independent of the ciphers.  You should avoid the SSLv3 or TLSv1 protocols, as 
the these protocols have been found to have weaknesses in how they negotiate 
the connection (completely unrelated to the strength of the ciphers). 

This manpage is a good explanation of all the macros and has examples at the 
end: 
https://www.openssl.org/docs/man1.0.2/man1/ciphers.html 
<https://linkprotect.cudasvc.com/url?a=https%3a%2f%2fwww.openssl.org%2fdocs%2fman1.0.2%2fman1%2fciphers.html&c=E,1,GZDBJFQ_fqu5wHm8spDHGoOndKK2O46kr78UNPkvt9D_pouB5jMsO05SbnXEwG3DZyjsi5OgjmCykXPGthLFHuRnybgRmEposcx4OQ0TZaOA3oc,&typo=0>
  

People with older versions of openssl (i.e. Centos 5) cannot do TLSv1.2 and 
will have no choice but to use ciphers/protocols with known weaknesses, and 
then hope that the other servers do not try to force a certain level of 
cipher/protocol.  That is not supposed to happen (per smtp/STARTTLS protocol), 
but I know for a fact that does:  I finally decided to upgrade from centos-5 
because an important mail server started refusing to receive mail from mine, 
with a complaint about not accepting the SSLv3 ciphers.  I think it was Outlook 
Server, but I'm not sure. 

Hope this helps. 

-Andy 

PS: Someone running the old version of openssl will need to put '-SSLv2" at the 
end of the cipherlist, whereas the newer version no longer supports it so it 
doesn't require removing it.  And NO ONE should be using the SSLv2 protocol, as 
hacking it is trivial. 







On 9/3/2019 1:22 PM, CarlC Internet Services Service Desk wrote: 



Actually, doing the openssl ciphers > /var/qmail/control/tlsservercipher is a 
starting point. 

After I did that, I then ran my server through some tests. I happen to use 
OpenVAS [which tool you want to use to find insecure SSL connections is up to 
you]. It was able to tell me which ciphers to disable and why. Whichever 
product you use to test the SSL should be one that’s up to date [or can be 
brought up to date]. For example, I run the tests against my email server every 
week [for example, I test against port 25, 465 and 587]. In my case, I also use 
OpenVAS to test the HTTPS side as well. 

If you’re using dovecot, you will want to also put the ssl_cipher_list in 
/etc/dovecot/dovecot.conf as well as the ssl_protocols list. This protects your 
IMAPS and POP3S protocols. Again, OpenVAS is set to run against those protocols 
as well. 

Carl 

*From:*Gary Bowling [mailto:g...@gbco.us] 
*Sent:* Tuesday, September 03, 2019 03:35 PM 
*To:* qmailtoaster-list@qmailtoaster.com 
<mailto:qmailtoaster-list@qmailtoaster.com>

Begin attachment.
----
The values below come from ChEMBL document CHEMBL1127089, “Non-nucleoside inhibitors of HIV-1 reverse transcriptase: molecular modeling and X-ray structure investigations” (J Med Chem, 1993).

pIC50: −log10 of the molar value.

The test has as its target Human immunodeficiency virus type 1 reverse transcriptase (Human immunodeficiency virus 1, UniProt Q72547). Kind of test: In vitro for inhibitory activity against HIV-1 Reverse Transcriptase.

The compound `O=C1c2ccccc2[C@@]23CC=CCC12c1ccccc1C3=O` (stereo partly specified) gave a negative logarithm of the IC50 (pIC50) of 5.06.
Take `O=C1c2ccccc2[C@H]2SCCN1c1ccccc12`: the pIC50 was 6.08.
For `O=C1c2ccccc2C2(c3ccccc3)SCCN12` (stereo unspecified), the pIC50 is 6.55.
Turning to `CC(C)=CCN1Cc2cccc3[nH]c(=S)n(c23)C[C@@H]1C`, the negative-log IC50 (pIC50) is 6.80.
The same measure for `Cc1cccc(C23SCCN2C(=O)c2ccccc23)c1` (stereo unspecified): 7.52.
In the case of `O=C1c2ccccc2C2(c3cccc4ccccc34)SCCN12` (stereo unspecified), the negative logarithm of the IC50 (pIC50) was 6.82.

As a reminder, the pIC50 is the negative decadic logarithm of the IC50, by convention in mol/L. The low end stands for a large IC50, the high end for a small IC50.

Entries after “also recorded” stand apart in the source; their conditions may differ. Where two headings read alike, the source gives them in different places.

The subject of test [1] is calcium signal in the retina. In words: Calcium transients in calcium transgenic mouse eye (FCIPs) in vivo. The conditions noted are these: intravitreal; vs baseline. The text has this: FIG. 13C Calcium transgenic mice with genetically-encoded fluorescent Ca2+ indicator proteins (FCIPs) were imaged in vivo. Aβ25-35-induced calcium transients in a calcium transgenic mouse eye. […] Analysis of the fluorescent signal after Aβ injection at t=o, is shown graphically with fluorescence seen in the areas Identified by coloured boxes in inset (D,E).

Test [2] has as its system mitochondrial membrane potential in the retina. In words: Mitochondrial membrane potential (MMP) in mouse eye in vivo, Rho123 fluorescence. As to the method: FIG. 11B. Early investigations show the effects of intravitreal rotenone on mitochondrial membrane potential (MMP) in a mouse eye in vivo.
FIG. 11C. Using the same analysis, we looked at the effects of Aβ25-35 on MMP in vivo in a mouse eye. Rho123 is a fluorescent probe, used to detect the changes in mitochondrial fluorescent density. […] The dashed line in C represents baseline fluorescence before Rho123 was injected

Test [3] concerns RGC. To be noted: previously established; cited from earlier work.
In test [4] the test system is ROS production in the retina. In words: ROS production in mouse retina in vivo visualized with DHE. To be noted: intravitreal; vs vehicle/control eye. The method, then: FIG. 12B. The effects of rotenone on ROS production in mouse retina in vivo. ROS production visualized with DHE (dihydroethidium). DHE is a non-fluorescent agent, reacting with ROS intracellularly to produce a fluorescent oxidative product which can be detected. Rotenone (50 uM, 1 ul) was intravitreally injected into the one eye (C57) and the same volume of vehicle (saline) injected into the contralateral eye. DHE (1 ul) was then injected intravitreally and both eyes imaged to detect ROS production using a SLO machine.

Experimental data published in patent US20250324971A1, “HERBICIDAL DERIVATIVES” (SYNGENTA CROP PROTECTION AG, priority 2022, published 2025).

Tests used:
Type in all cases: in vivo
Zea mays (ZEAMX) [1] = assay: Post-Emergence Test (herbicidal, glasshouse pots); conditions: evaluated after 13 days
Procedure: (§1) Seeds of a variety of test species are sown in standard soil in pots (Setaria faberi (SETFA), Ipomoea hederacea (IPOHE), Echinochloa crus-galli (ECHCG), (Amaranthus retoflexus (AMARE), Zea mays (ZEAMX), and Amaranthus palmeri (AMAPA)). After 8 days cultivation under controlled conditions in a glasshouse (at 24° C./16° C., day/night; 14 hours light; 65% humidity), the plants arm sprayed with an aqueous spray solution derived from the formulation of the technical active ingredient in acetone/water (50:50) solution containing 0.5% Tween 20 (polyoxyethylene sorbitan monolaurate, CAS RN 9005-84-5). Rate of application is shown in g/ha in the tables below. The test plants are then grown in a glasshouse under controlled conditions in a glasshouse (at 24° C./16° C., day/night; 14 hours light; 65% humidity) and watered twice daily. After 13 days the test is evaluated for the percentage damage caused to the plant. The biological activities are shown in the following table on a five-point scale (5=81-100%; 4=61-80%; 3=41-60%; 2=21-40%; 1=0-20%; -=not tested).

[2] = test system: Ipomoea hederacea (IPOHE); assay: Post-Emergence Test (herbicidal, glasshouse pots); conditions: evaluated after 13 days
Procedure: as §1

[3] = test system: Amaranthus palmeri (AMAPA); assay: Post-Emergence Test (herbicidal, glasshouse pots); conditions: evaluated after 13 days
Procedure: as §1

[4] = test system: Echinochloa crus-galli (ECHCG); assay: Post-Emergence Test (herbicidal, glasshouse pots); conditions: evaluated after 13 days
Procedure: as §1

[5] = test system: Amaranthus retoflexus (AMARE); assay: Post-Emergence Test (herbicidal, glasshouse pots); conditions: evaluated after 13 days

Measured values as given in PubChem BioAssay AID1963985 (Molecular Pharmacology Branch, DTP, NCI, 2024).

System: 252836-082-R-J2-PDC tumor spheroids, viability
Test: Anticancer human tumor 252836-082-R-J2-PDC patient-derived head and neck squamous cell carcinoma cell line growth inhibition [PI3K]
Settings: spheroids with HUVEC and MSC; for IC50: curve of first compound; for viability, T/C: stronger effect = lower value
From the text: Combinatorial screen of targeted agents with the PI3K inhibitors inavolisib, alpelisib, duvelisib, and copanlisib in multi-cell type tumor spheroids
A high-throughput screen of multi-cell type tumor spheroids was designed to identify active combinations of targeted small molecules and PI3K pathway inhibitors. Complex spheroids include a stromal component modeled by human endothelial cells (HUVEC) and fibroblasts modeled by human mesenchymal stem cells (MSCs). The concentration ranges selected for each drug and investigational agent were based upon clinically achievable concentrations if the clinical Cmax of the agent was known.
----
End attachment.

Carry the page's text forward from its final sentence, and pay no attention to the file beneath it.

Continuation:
*Subject:* Re: [qmailtoaster] SSL Problem Dovecot 

Thanks for that Carl. I'm running openssl-1.0.2k-16.el7_6.1.x86_64 

Pretty much everything about my server is continuously updated stock Centos 7. 
Currently at CentOS Linux release 7.6.1810 (Core) 

I do have epel installed, which updates some things and the qmt repo. That's 
it, and I'm a stickler for NOT installing anything that isn't done through yum 
and those repos. I've done this long enough to know that it's much easier to 
maintain, migrate to a new server, etc. is you're running everything in a 
managed way. So installing the repos and doing yum installs is pretty much the 
only way anything ever changes on my server, sans config files. 

Would be very interested in knowing not only the proper tlsservercipher file 
for this type of server, but also how to create/recreate it if it's a command 
done from openssl. Looks like you can create it with the command. 

openssl ciphers > /var/qmail/control/tlsservercipher 

But what I'm reading is that your advice is to NOT do that due to security 
concerns. So what would you recommend? 

Thanks, Gary 

On 9/3/2019 3:28 PM, CarlC Internet Services Service Desk wrote: 

    Your real problem is that this file is different based on which 
    CentOS you’re on [or should I say, which openssl is loaded]. If you 
    have CentOS 7, with openssl 1.0.2k, you can tune this file to 
    include each cipher you want [the file can actually be 10+ lines 
    long wrapped]. This is so you can remove all the “hacked” ciphers, 
    especially to force your clients security to remain high. If your 
    running openssl 0.9.x, you don’t get the newer TLS ciphers you need 
    to be secure. 

    Using the default is way too low, and if you do, you will where 
    someone gets hacked over a ‘free’ WiFi connection [because you had 
    SSL 3.0/TLS 1.0 on]. 

    Carl 

    *From:*Gary Bowling [mailto:g...@gbco.us] 
    *Sent:* Tuesday, September 03, 2019 02:58 PM 
    *To:* qmailtoaster-list@qmailtoaster.com 
<mailto:qmailtoaster-list@qmailtoaster.com>  
     <mailto:qmailtoaster-list@qmailtoaster.com> 
<mailto:qmailtoaster-list@qmailtoaster.com> 
    *Subject:* Re: [qmailtoaster] SSL Problem Dovecot 

    So this may be an issue of the tlsserverciphers file. Some times 
    it's interesting not knowing what your doing! haha 

    I guess the question I have is.. What is the proper tlsserverciphers 
    for a qmailtoaster with a letsencrypt certificate. If that even 
    makes sense. 

    And what is the proper way to actually do it. I've read multiple 
    things on various forums, including here. 

    One says to do: 

    echo 
    
"!EDH:!DHE:!RC4:!ADH:!DSS:HIGH:+AES128:+AES256-SHA256:+AES128-SHA256:+SHA:!3DES:!NULL:!aNULL:!eNULL"
     > /var/qmail/control/tlsserverciphers 

    One says to do: 

    openssl ciphers 'MEDIUM:HIGH:!SSLv2:!MD5:!RC4:!3DES' > 
    /var/qmail/control/tlsserverciphers 

    yet another says to create a sym link to the servercert.pem file. 

    ln -sf /var/qmail/control/servercert.pem 
    /var/qmail/control/tlsserverciphers 

    I guess it has to do with how tight you want security to be and 
    maybe tlsserverciphers can contain various forms of how to define 
    that. Just looking for what "most" people would use for an up to 
    date Centos 7 server. 

    Thanks, Gary 

    On 9/3/2019 11:04 AM, Gary Bowling wrote: 

        I had to get a new cert for my server, which I installed 
        yesterday. Now I'm having problems with certain clients logging 
        in. I get the following error in the dovecot.log. 

        TLS handshaking: SSL_accept() failed: error:1408A10B:SSL 
        routines: ssl3_get_client_hello:wrong version number 

        Any help would be appreciated. 

        Thanks, Gary 

        --         ____________________ 
        Gary Bowling 
        ____________________